And I have been chosen as a preacher and apostle to teach the Gentiles this message about faith and truth. I’m not exaggerating—just telling the truth. (1 Timothy 2:7)
I'm sure at some stage you've found yourself in that potentially awkward and embarrassing situation where two people are picking teams and you're part of the group waiting to be picked.
Every time one of these team leaders pick someone else, they essentially reject you. And so it goes on, and so you pray, "Lord please don't let me be the last one to picked!"
When you think about it, the last person to be picked is the only person not to be chosen. There is no "choice". It's you or no one. In fact, the ultimate insult is when a team leader says to the one remaining person, "You can be on their side!"
I'm not sure that the Apostle Paul ever found himself as "the last one chosen" but one thing is clear, he is in no doubt that he's serving God, not because he chose to but because God first chose Him.
It's an important distinction.
When we feel as though it's we who have chosen to serve God, our mindset is one of entitlement. We somehow expect God to be grateful to us and to appreciate what we are doing for Him.
When we understand that it is in fact God who has chosen us to serve, and that this choice is not something we've earned, then our mindset changes from entitlement to devotion. We recognise that a calling to lead is an amazing privilege that is ours through God's grace and not our merit.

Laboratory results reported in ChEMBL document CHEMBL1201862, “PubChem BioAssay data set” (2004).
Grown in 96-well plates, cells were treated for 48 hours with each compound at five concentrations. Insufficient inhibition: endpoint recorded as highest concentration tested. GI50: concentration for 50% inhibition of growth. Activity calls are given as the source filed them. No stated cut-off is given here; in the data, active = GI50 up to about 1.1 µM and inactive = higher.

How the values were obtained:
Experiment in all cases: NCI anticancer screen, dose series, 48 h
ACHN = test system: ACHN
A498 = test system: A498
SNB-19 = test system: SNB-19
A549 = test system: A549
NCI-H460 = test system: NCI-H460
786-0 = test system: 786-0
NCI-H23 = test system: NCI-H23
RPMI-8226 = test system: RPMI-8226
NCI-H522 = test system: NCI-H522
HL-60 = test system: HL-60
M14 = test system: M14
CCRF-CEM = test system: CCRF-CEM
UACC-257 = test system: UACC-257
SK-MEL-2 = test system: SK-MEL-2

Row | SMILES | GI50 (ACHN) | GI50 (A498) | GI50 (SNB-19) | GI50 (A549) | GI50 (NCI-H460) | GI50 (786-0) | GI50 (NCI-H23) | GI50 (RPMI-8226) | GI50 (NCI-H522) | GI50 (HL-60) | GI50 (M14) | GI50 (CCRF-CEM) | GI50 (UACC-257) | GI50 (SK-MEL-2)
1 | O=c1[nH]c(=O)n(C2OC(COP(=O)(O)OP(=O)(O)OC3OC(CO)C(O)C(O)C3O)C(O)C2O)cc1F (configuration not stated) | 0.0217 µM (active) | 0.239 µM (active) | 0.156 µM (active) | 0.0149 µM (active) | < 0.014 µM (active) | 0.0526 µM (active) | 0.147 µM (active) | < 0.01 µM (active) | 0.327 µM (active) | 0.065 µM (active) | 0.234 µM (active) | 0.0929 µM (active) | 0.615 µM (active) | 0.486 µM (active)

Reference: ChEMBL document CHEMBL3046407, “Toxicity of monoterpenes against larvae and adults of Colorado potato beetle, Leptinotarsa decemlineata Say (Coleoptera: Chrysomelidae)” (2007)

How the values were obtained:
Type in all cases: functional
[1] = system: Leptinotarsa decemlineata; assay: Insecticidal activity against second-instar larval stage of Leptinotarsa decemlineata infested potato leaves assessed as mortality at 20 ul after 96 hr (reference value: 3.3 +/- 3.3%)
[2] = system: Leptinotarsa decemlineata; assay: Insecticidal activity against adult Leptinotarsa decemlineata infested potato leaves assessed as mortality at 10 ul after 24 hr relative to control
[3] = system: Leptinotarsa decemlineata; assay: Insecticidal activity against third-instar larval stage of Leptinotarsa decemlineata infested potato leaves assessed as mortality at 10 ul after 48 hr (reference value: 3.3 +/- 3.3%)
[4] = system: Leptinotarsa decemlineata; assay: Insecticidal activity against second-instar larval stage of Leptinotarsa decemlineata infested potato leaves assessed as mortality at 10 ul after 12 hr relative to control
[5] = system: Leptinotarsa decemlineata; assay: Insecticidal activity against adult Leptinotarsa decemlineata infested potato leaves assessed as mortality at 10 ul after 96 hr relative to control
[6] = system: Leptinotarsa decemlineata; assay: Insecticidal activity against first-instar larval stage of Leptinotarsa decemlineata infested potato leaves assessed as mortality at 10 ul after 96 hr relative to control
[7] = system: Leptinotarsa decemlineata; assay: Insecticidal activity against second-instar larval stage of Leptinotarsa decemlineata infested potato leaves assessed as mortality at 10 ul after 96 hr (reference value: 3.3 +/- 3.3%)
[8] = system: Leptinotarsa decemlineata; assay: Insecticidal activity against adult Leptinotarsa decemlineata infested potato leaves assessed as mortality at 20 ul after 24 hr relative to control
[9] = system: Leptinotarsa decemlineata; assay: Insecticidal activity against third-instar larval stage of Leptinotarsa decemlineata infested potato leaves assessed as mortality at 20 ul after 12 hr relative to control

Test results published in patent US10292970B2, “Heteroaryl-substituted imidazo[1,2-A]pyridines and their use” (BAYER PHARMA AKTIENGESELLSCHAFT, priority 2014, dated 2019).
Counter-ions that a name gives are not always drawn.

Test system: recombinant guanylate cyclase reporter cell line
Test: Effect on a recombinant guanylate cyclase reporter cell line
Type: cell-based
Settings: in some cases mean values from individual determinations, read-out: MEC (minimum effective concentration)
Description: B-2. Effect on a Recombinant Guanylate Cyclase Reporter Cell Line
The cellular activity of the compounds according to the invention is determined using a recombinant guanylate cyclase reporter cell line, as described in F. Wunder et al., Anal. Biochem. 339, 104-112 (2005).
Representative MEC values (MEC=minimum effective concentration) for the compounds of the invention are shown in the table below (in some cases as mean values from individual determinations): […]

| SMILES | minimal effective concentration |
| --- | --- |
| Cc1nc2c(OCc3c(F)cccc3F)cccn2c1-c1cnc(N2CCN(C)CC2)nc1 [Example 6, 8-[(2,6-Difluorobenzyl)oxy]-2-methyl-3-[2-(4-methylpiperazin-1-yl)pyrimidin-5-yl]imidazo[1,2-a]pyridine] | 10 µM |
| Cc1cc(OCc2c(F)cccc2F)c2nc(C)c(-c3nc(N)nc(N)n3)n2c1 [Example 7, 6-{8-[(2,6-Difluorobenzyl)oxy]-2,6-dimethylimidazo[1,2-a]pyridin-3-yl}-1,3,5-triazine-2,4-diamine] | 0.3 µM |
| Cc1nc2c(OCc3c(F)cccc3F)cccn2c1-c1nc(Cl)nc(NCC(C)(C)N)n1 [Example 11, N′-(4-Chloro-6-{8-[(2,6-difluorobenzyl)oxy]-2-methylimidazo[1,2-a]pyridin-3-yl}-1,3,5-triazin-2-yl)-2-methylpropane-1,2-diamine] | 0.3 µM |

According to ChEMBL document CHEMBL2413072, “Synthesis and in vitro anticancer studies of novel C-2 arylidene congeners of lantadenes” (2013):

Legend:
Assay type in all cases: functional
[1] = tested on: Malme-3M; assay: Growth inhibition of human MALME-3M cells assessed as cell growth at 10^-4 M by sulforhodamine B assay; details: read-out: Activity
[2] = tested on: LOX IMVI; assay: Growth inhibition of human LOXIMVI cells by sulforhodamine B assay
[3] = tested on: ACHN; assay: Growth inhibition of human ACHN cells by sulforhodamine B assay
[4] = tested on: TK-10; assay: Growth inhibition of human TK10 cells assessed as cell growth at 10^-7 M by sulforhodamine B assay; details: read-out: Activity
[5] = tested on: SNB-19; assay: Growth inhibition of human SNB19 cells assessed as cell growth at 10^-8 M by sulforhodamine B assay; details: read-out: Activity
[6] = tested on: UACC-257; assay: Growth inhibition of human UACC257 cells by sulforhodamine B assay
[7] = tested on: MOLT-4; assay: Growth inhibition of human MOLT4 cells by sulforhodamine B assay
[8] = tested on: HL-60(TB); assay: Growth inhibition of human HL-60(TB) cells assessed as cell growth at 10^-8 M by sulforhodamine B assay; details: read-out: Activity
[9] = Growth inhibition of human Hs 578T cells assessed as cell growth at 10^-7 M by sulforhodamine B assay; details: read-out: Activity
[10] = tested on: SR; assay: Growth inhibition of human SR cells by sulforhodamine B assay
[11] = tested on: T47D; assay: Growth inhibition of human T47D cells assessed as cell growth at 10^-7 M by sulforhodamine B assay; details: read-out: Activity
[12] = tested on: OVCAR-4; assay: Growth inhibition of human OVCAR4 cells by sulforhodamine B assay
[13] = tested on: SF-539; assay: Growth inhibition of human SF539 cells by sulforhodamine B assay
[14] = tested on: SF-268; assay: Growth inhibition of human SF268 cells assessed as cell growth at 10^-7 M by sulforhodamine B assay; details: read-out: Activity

Rather than looking to see what benefit we might gain from leadership (approval, popularity, status) we instead look for ways that our leadership might benefit others and bring glory to God (faithfulness, diligence, humility).
Paul understood all this when he addressed Timothy. If anyone didn't deserve to lead it was Paul. After all, this was the man whose previous job description had read, "Hunt down and kill Christians". He could hardly be more undeserving of being chosen.
Despite his past, Paul was conscious of the fact that even mentioning his important call to ministry might leave him open to exaggeration - making himself sound more important than he actually was. After all, "Apostle" was the most important title given to a church leader at that time and Paul's calling was especially important because he was the first to take the good news about Jesus to non-Jewish (Gentile) people.
Today we look back on Paul as the greatest human leader the Church has known. If anyone had cause to boast it was him. Yet on those occasions where it was necessary to describe his call he was at pains to simply tell the truth without exaggeration.
"This is who I am. This is what I'm called to. And the only reason is, God has chosen me."
Do you ever feel a sense of pride at being a leader or at having someone recognise leadership potential in you? Spend time reflecting on the word "chosen" reminding yourself how undeserving you are of this privilege, and thanking God for His goodness and grace to you.